Standard Deviation Katherine Heiny (2017)
You probably know someone like Standard Deviation’s Audra, a stream-of-consciousness, nonstop chatterer who talks to strangers on the bus and in the elevator, freely associating from one topic to all adjacent topics. You might find her endearing, or you might find her highly irritating and intrusive. Graham, her husband, finds her endearing most of the time, even when she proposes pretty outrageous activities, such as striking up a friendship with Graham’s ex-wife, Elspeth, whom he hasn’t seen in twelve years. In case you’re wondering, yup, Graham left Elspeth for the much younger Audra.
Katherine Heiny’s episodic novel takes us up and down the streets of Manhattan for the adventures of Graham and Audra; their ten-year-old son, Matthew; and Elspeth. Audra leads the way with hilarious monologues. For example, at an origami convention to which Graham and Audra have taken Matthew, Audra exclaims impatiently while waiting in a queue, “‘What I don’t understand about origami . . . is why can’t anyone like it a little bit? Why aren’t there nice, well-rounded people who enjoy a bit of origami, the way there are nice, well-rounded people who enjoy a bit of bondage?’”(110) Wherever Audra treads, innocent bystanders reel in shock.
But hidden in plain sight in this book is a serious examination of the difficulties of raising a child with autism spectrum disorder. The doctor diagnosing Matthew tells the parents, “’Matthew’s score on the questionnaires for oversensitivity to stimulation ranked more than a full standard deviation above the range for children his age.’” (232) This passage is where we finally find out what the title of the novel means. Heiny presents the case of young Matthew with clear-eyed, unsparing detail, and she presents his parents as devoted unreservedly to helping him become an independent adult. The plot of Standard Deviation trails off in about the final third of the book, but that may be to give the impression of how the lives of Graham and Audra and Matthew will continue in the same vein.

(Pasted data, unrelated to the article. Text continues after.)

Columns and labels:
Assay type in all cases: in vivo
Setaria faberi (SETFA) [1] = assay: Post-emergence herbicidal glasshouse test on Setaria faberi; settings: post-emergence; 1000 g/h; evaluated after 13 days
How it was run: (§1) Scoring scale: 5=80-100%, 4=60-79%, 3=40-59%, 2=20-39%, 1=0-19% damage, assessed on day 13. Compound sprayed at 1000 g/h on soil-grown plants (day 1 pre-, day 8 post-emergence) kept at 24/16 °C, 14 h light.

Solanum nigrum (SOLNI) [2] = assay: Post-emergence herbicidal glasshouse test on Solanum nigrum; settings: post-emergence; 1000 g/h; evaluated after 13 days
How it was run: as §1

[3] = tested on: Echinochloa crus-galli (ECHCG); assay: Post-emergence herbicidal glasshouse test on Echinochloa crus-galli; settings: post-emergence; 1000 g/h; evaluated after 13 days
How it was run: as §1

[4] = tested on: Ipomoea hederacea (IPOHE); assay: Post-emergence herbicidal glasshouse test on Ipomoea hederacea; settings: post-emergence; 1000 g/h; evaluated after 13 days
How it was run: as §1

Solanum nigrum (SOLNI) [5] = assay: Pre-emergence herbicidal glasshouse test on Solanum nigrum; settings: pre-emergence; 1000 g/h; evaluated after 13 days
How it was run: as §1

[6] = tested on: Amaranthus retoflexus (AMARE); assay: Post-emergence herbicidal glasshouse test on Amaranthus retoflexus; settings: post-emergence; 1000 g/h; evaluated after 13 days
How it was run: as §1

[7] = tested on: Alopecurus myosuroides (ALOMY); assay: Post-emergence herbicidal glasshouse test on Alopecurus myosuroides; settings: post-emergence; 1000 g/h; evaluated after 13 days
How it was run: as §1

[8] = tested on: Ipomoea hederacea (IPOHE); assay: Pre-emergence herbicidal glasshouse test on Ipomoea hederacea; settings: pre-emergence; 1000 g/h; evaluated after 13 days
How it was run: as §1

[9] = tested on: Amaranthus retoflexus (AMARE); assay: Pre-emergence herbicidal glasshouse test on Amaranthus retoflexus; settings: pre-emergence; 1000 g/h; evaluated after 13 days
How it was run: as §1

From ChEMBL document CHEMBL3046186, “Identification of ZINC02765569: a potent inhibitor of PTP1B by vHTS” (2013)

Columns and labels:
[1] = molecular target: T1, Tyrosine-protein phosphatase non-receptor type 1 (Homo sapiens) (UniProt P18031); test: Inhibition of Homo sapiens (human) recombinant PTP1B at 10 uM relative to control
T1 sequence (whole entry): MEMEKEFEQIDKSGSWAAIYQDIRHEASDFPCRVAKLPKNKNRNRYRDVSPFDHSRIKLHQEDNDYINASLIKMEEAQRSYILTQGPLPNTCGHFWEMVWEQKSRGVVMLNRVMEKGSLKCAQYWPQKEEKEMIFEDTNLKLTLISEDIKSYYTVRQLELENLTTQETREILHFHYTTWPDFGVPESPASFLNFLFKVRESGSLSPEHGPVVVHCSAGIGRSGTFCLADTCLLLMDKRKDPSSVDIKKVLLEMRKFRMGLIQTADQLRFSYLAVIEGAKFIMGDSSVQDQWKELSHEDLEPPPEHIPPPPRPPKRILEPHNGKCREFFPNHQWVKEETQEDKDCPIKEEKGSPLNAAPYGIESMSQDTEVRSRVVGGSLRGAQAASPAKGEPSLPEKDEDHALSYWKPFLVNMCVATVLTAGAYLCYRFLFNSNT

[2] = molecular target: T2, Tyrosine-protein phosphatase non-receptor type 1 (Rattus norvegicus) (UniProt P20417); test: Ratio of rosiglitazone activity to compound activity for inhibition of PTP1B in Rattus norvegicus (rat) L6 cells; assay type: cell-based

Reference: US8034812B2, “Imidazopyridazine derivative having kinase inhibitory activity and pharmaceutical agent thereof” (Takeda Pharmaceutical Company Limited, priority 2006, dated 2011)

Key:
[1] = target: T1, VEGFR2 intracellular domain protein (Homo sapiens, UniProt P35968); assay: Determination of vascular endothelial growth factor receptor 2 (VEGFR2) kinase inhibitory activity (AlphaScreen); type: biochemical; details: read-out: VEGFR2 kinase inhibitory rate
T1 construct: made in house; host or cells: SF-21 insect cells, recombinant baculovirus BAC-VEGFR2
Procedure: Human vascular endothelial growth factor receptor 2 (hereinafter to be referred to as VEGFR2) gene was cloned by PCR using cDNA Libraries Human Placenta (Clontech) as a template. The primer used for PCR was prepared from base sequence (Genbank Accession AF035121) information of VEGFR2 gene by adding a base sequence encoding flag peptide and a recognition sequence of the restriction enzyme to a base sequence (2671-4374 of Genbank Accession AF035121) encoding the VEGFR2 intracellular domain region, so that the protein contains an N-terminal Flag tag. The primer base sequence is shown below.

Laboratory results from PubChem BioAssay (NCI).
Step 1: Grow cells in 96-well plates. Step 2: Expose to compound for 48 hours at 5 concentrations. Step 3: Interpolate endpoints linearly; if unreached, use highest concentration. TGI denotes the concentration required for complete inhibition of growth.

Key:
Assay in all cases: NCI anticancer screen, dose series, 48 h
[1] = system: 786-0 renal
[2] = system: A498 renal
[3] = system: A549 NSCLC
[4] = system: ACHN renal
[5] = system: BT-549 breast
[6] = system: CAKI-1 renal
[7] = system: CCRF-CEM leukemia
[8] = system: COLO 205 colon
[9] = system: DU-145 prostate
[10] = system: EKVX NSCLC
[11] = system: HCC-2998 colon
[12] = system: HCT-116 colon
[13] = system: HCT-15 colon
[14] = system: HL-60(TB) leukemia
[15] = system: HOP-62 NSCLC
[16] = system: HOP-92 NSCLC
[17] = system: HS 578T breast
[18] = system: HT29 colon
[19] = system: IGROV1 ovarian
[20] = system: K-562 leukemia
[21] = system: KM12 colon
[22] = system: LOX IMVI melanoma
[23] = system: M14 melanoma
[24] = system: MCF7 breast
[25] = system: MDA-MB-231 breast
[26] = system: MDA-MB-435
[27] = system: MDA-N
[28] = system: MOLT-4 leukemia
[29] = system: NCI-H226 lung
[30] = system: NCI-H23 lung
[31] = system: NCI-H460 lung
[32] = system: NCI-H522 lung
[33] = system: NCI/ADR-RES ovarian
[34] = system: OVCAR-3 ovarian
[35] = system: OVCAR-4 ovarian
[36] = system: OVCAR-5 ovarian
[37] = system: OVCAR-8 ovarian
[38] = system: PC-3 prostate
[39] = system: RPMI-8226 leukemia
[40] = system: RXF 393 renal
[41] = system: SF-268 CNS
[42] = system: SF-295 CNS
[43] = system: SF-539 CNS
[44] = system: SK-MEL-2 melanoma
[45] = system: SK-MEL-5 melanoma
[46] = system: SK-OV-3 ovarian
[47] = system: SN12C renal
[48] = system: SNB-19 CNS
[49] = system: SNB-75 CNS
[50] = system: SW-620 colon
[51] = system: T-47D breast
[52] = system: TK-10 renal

The third-person narrative of the novel is told mainly from Graham’s point of view, and Heiny offers us plenty of Graham’s musings on his family situation:
- “Who was this doctor to say that because of standard deviation, Matthew stood firmly on the stark cracked-earth desert of Asperger’s, that he would never feel the long cool green shade of normal?” (232)
- “Graham had been developing a theory lately that the parents of kids with Asperger’s also had Asperger’s only less pronounced. A milder Asperger’s. The seeds of Asperger’s . . . Of all the dozens of special-needs kids’ parents he knew, one parent of every couple always seemed a bit odd, a bit eccentric, a bit Aspergery.” (212)
Indeed, one wonders how Matthew’s mother, Audra, would be diagnosed.
After writing a draft of this review, I read some other major reviews. I was surprised that the reviewers focused on the relationship triangle of Graham, Audra (his current wife), and Elspeth (his ex-wife). That was certainly a sub-plot in the novel, but I found the relationship between Matthew and his parents (Graham and Audra) much more significant. Neither the highly amusing dialogue nor the Manhattan scenery detracts from this book’s thoughtful treatment of the issue of autism.